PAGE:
Tuesday, April 13, 2010

The stuff that dreams are made of

Getting past the god of the Bible (and, presumably, any other religious text) is not terribly difficult once we start to think about it. But for many of us who have spent a large portion of our lives under the assumption of a deity it can be pretty tough to let go of the concept of god. Some people might choose to define god differently. Perhaps they like to maintain the loving, benevolent aspects of the traditional Western-style deity and dismiss the evil, petty and hateful parts. Perhaps they imagine that god is everywhere and is all of us. Perhaps they think that god created the universe and walked away. But there is no reason to believe this. It is merely a palliative to help ease the loss of a beloved father-figure.

Many people accuse atheists of worshiping science in the same way that Christians worship god. This is absurd and false, but there is a grain of truth to it. Atheists and theists both have the same questions about life and the universe, but they look to different sources for answers. It is my belief that religion was originally developed as a kind of science, as a way to answer questions whose answers aren't immediately apparent. Over time, of course, both religion and science developed into two entirely separate entities. Some people believe that religion answers questions that science has no interest in, although I strongly disagree. I think that science can be made to address any issue. And this is why I don't think that bringing in a surrogate deity is helpful. Any thing we might develop to take the place of the missing deity would, by definition, be a fiction. Granted, I can't imagine that anyone's personal, benevolent deity would be specifically harmful to anyone, but if it is a false construct then there is no real benefit to it either.

How could I know it is false? Personal deities are (usually) responses to emotional and spiritual feelings that people may experience. I don't think that anyone has physical proof that a god exists. The argument I hear most often is, I just think there has to be more to life than this. Maybe there is more to life than this mean experience. But I can find absolutely no reason to think so. Since the dawn of time, or at least since the dawn of observation and curiosity, we have attempted to answer questions about our universe. As I mentioned earlier, we might have tried to answer those questions with gods. Apollo brings the sunlight, Prometheus brings fire, the Muses bring inspiration and so on. These explanations are not actually bad, although they are obviously wrong. In fact, from our perspective here on Earth, the sun truly does seem to arc from one side to the other. Without any further education in the matter you would be forgiven for not seeing the model of our solar system in the motion of the sun. But we have learned more and more and more and continue to learn. And over the centuries we have developed ideas and discarded them in favor of better and more accurate ones. And of all of the things that we have learned, "god" has not once been an answer. That terrible - yet highly consistent - track record is what gives me the confidence to say that personal gods are all false.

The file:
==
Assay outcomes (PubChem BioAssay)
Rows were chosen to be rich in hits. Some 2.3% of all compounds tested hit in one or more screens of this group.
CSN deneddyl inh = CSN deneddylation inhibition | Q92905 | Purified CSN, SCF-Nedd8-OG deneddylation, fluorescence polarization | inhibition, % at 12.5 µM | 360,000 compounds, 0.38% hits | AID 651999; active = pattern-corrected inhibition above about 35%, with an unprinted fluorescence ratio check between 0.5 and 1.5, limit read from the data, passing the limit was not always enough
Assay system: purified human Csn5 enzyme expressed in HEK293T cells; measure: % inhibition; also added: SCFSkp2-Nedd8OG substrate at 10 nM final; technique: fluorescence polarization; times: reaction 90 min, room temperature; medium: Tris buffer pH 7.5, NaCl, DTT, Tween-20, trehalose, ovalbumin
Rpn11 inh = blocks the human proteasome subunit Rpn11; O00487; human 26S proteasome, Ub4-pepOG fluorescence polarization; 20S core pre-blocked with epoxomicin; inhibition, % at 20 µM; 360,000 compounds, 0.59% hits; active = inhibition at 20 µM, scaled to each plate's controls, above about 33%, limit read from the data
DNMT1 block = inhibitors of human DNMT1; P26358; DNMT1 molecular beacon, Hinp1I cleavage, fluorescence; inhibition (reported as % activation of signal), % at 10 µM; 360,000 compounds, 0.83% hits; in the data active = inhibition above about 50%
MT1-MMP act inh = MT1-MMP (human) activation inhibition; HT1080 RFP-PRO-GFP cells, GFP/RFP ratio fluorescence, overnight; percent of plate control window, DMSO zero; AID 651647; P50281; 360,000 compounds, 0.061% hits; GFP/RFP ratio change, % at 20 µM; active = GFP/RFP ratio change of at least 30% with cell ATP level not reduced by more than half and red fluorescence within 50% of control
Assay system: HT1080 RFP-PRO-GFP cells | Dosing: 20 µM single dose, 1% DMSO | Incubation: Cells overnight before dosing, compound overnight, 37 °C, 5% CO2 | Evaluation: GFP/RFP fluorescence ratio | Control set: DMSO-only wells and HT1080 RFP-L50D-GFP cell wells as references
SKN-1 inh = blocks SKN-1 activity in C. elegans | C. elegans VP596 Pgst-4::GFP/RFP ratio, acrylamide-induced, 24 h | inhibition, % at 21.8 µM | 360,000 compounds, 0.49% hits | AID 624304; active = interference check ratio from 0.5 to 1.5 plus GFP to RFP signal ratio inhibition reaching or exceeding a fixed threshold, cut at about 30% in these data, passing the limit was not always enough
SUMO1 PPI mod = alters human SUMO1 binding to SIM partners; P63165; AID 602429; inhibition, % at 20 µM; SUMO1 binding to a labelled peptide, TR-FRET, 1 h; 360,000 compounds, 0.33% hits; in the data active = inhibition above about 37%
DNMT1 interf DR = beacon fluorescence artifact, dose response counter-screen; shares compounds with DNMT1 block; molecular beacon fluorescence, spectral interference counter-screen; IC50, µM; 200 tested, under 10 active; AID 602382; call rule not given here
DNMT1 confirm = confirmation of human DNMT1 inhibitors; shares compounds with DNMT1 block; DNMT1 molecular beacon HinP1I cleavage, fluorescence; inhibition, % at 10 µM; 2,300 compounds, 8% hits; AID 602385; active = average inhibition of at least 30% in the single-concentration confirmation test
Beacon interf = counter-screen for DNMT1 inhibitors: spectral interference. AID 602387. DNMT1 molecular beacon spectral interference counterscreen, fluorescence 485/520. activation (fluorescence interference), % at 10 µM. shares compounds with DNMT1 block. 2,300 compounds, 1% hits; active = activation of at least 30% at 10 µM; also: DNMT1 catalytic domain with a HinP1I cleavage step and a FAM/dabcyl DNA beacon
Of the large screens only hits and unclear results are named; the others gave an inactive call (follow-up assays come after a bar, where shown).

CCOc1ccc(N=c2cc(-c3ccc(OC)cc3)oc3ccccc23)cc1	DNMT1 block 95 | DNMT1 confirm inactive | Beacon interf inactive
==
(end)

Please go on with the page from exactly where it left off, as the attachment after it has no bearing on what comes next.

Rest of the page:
Even if belief in a personal deity is benign, it is still damaging in the sense that it pollutes and dilutes the understanding of the world. Just as early humans (and perhaps chimpanzees and elephants and whales) saw the sun and thought that it simply moved from one side of the horizon to the other, our experiences with spirituality (at least as it relates to gods and ghosts) is most likely a trick of the mind.

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